If you’re ever lost or unsure of who you are, rest assured: There’s a timeless method for discovering your deepest passions and values. Travel, or better yet, live away from home for a time. Because it’s only by casting off from the familiar shores and exploring the unknown that you’ll begin to uncover the inner contours of your own soul — and ironically, find yourself somewhere halfway across the world… or a few hours from home.
Sail Away from the Safe Harbor, and Find Yourself
Twenty years from now you will be more disappointed by the things you didn’t do than by the ones you did do. So throw off the bowlines. Sail away from the safe harbor. Catch the trade winds in your sails. Explore. Dream. Discover.
– Mark Twain
When I think of my own life, I tend to divide it up by the different periods I spent traveling or living abroad, or in one case, in a city the next province over. Each of them marked a new chapter in my life, and a new phase of self-discovery, where I was thrown into unfamiliar territory and forced to define who I was based on experiences that were alternately inspiring or challenging. What is it about leaving home that seems to lead you back to yourself?
Break the routines
No matter where your destination is, simply being away from home, especially when you’re traveling alone, pulls the rug of your routines out from under you, and forces you to find your own two feet anew. What are your interests and hobbies? What sort of people do you connect with most? What inspires you, what repels you, and why?
When you don’t have the same old easy answers to fall back on, or the same friends to latch on to, you’re quickly forced to question everything you usually take for granted. If you approach the adventure with an energetic and intrepid sense of discovery, you might be surprised by where the spark of exploration can take you. There’s simply no better way to refresh your interests, thinking and habits than to have the crouches of your comfort zones yanked away.
When you find your people, they stay with you forever
Of all the moments in my life, few are stamped deeper on my heart than the times I arrived in a foreign city, and found an instant affinity with strangers who were raised in a culture a world away. In these rare and precious moments when we find our “tribe” in an unfamiliar land, we discover the values and passions that tie us to other human beings in this world, and that propel our search for connection and community.
If we’re fortunate, we might even find ourselves seduced by an entire culture or people, and hear whispered words of welcome that speak to a deeper instinct within us, far below the level of a language that you might struggle to speak. When something so strange and inexplicable as this happens, as it did for me when living in Mexico for three months, the awakened voice within you holds up a mirror with the image of your new spiritual home, and invites you to trace the reflection back to the root of the connection. For me, discovering my bond with Mexico made me wonder whether on some instinctual or emotional level, I felt more at home in a foreign culture than in the one in which I was born and raised.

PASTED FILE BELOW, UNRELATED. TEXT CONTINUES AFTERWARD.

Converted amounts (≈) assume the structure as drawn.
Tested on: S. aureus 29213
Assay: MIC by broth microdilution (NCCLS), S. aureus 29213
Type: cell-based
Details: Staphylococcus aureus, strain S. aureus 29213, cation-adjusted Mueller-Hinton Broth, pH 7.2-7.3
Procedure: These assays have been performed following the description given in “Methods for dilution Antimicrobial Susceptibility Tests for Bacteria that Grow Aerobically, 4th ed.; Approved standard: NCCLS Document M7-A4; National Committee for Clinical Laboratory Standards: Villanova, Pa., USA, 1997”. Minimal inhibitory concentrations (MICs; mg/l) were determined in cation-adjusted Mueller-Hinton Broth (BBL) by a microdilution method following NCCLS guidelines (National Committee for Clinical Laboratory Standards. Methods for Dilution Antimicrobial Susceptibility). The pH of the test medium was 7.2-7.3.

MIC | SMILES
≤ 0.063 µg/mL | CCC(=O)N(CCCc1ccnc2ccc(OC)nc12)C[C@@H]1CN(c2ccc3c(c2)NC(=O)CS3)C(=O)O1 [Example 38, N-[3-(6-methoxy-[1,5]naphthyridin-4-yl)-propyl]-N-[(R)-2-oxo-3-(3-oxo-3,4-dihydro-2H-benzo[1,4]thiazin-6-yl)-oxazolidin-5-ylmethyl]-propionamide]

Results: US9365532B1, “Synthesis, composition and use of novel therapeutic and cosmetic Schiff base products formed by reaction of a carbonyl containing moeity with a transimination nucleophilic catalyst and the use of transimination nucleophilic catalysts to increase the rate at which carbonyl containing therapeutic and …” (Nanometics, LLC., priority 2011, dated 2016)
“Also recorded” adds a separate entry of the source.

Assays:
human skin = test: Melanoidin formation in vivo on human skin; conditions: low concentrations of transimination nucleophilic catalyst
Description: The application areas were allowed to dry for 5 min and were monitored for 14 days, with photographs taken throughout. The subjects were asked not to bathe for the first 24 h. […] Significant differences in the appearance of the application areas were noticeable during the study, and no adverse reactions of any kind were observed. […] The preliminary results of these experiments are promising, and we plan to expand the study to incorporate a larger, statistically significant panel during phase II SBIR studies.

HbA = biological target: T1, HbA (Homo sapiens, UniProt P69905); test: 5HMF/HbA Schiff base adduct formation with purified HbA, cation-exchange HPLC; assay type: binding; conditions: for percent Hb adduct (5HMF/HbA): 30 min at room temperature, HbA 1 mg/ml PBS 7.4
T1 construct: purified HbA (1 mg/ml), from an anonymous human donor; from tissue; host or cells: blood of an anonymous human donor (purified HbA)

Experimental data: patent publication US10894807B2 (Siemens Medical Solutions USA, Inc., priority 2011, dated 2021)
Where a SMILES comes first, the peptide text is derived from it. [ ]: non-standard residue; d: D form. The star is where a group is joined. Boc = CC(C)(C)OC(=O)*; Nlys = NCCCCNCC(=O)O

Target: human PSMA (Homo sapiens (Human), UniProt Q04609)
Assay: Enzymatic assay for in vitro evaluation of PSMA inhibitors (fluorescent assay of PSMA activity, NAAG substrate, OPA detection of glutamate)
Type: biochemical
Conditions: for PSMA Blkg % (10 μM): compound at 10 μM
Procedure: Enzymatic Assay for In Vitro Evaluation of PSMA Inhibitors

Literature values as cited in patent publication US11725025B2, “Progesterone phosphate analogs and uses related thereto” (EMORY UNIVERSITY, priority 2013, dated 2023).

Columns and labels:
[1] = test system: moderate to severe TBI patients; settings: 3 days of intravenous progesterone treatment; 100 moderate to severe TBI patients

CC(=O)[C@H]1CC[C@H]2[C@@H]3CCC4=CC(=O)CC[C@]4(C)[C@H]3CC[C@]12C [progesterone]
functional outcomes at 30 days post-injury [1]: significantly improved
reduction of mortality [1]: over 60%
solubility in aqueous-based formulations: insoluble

When you don’t, it shapes you even more
We often romanticize travel, portraying it as a journey from one extravagant adventure to the next. It’s understandable, after all, that the most inspiring moments are the ones we most like to recall and retell. But as someone who did most of his traveling in his 20s alone, I know too well the pangs of homesickness and alienation that can strike when you’re away from your loved ones and failing to connect with a place’s people or culture. For me as a Quebecer, the strangest revelation was to discover that I felt more isolated in Toronto than in Mexico, despite my rusty Spanish skills that made conversation a clumsy affair.
My year living in Toronto was a trying one for me — and one which I will never regret. Just as adversity teaches us more about ourselves than ease, so too does being immersed in an environment that feels unfriendly to us force us to discover and define ourselves against that opposition, so as to understand the source of our discomfort, affirm ourselves, and seek out the people or subcultures which might help you carve out a corner of home.
No chance for an adventure? Be a traveler at home
And what if you don’t have the luxury of taking a few months off for an adventure of self-discovery?
Getting away from home certainly pushes you out of your comfort zones, and opens up the world of opportunities I’ve described above. But in an era of diversity and immigration, where every globalized city is a mosaic of cultural communities, subcultures and tourists from around the world, it’s become possible to be a permanent traveler within your own city as well. Break out of your routines. Throw away the crouches of your comfort zones. Explore the many scenes and spaces that your home town provides. If you approach it with enough energy and determination, traveling can become your new mental home.
Just sail away from your own safe harbors whatever they may be, and soon enough you’ll find yourself in the open ocean of your self-discovery.